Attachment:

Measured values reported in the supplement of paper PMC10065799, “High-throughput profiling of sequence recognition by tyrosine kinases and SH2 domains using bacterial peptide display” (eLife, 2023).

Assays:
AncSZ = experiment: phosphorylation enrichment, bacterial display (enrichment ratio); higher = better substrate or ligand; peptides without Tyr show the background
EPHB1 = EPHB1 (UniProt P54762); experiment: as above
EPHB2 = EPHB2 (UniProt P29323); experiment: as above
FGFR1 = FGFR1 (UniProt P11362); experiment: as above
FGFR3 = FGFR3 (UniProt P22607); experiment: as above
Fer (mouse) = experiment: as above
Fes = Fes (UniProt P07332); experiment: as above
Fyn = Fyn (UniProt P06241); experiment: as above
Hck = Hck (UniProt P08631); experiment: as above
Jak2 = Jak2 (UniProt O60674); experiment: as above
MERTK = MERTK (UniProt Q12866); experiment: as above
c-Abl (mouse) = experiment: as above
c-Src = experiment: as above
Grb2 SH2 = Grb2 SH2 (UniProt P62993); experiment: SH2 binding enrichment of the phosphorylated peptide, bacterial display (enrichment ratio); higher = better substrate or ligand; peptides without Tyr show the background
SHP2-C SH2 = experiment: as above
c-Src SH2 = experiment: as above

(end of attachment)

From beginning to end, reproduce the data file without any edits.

Measured values reported in the supplement of paper PMC10065799, “High-throughput profiling of sequence recognition by tyrosine kinases and SH2 domains using bacterial peptide display” (eLife, 2023).

Assays:
AncSZ = experiment: phosphorylation enrichment, bacterial display (enrichment ratio); higher = better substrate or ligand; peptides without Tyr show the background
EPHB1 = EPHB1 (UniProt P54762); experiment: as above
EPHB2 = EPHB2 (UniProt P29323); experiment: as above
FGFR1 = FGFR1 (UniProt P11362); experiment: as above
FGFR3 = FGFR3 (UniProt P22607); experiment: as above
Fer (mouse) = experiment: as above
Fes = Fes (UniProt P07332); experiment: as above
Fyn = Fyn (UniProt P06241); experiment: as above
Hck = Hck (UniProt P08631); experiment: as above
Jak2 = Jak2 (UniProt O60674); experiment: as above
MERTK = MERTK (UniProt Q12866); experiment: as above
c-Abl (mouse) = experiment: as above
c-Src = experiment: as above
Grb2 SH2 = Grb2 SH2 (UniProt P62993); experiment: SH2 binding enrichment of the phosphorylated peptide, bacterial display (enrichment ratio); higher = better substrate or ligand; peptides without Tyr show the background
SHP2-C SH2 = experiment: as above
c-Src SH2 = experiment: as above